What you thought about Test and Trace and the NHS Covid-19 app

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Summary of report content

Healthwatch Kingston upon Thames report on a survey of attitudes to Test and Trace and the NHS Covid-19 app. 118 people responded.

Most respondents understood the risk of infection from Covid-19, particularly how the virus affects vulnerable people and those with underlying health conditions. People generally felt confident about following advice, but there were also concerns raised by some about information provided, which seemed contradictory at times, and that protective guidelines were vague and unclear, noting a lack of planning and clarity from the Government.

A third of respondents mistrusted the NHS COVID-19 app and some didn’t have an appropriate smart phone to install it, even if they wished to.

Poor confidence in the Test and Trace service was compounded by poor communication with and concerns about privacy and the impact on other people being contacted. There was a lack of understanding about how the system would trace unknown people and some had concerns about the reliability of the service.

Most people expressed a strong sense of being responsible for the safety, health, and wellbeing of others in the community and not wanting to pass on the virus to others.

Respondents shared concerns about the feasibility and financial and wellbeing cost of self-isolation. Some felt that this would make no difference as they live alone anyway. Others wondered if those that were asked to self-isolate after testing positive for Covid-19, would do so.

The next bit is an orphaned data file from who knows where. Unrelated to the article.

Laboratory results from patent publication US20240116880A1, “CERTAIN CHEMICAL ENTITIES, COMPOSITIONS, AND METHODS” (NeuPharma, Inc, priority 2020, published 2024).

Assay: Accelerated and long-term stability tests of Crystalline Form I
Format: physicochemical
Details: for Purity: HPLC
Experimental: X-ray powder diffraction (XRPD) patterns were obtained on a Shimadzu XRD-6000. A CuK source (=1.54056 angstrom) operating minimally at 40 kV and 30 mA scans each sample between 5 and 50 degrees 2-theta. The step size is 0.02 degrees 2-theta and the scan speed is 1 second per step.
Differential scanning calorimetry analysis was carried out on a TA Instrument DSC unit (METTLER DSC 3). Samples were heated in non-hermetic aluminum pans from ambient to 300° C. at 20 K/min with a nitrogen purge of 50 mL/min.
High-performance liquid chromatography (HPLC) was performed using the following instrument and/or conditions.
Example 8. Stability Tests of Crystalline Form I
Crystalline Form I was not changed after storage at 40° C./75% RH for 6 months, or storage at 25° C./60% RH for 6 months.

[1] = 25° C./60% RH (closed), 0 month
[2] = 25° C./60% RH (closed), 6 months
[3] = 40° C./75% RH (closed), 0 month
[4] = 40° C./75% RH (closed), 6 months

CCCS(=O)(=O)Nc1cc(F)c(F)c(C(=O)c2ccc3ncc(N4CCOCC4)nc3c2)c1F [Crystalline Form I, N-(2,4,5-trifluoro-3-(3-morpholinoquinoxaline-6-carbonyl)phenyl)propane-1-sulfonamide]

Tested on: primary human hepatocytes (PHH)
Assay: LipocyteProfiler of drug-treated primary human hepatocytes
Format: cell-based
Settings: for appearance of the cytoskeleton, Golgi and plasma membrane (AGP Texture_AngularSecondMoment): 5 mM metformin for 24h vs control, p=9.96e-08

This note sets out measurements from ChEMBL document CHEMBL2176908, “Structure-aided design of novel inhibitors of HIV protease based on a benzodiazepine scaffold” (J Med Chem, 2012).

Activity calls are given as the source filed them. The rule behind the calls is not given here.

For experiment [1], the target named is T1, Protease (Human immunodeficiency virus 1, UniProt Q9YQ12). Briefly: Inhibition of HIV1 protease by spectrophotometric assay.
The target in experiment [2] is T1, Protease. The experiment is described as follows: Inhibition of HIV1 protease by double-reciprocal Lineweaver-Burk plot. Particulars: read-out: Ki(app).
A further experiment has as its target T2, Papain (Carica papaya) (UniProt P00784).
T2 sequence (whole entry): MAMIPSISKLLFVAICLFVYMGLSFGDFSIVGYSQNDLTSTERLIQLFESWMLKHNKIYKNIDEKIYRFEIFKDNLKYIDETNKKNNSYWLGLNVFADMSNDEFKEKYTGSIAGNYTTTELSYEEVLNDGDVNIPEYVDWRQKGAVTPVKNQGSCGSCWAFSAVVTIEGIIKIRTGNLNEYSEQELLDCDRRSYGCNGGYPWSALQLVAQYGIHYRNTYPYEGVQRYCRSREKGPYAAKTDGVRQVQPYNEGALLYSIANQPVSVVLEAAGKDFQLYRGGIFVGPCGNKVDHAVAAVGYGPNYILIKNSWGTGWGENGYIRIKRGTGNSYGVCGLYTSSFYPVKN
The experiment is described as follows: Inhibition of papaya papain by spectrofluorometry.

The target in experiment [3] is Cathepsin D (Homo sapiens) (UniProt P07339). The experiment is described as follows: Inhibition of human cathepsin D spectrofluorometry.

Many felt the Covid-19 test swabbing unpleasant and uncomfortable and some doubted the effectiveness of self-swabbing, wondering if they had done it properly.

Many praised test centre staff and volunteers but not everyone received their results when they were told they would receive them, and these delays caused additional emotional stress for those testing.

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General details

Report title 
What you thought about Test and Trace and the NHS Covid-19 app
Local Healthwatch 
Healthwatch Kingston upon Thames
Date of publication 
Monday, 28 March, 2022
Date evidence capture began 
Thursday, 1 October, 2020
Date evidence capture finished 
Sunday, 31 January, 2021
Key themes 
Digitalisation of services
Health protection
Information providing
Lifestyle and wellbeing
Quality of care
Service delivery organisation and staffing

Methodology and approach

Was the work undertaken at the request of another organisation? 
Primary research method used 
If an Enter and View methodology was applied, was the visit announced or unannounced? 

Details of health and care services included in the report

Primary care services 
Diagnostic and/or screening service - single handed sessional providers

Details of people who shared their views

Number of people who shared their views 
Age group 
All people 18 and over
Sexual orientation 
Not known
Does the information include public's views? 
Does the information include carer's, friend's or relative's views? 
Not known
Does the information include staff's views? 
What was the main sentiment of the people who shared their views? 

Outcomes and impact

Were recommendations made by local Healthwatch in the report? 
Does the information contain a response from a provider? 
Not applicable
Is there evidence of impact in the report? 
Is there evidence of impact external to the report? 
Not known

Network Impact
Relationships that exist locally, regionally, nationally have benefited from the work undertaken in the report
Implied Impact
Where it is implied that change may occur in the future as a result of Healthwatch work. This can be implied in a provider  response, press release or other source. Implied impact can become tangible impact once change has occurred.
Tangible Impact
There is evidence of change that can be directly attributed to Healthwatch work undertaken in the report.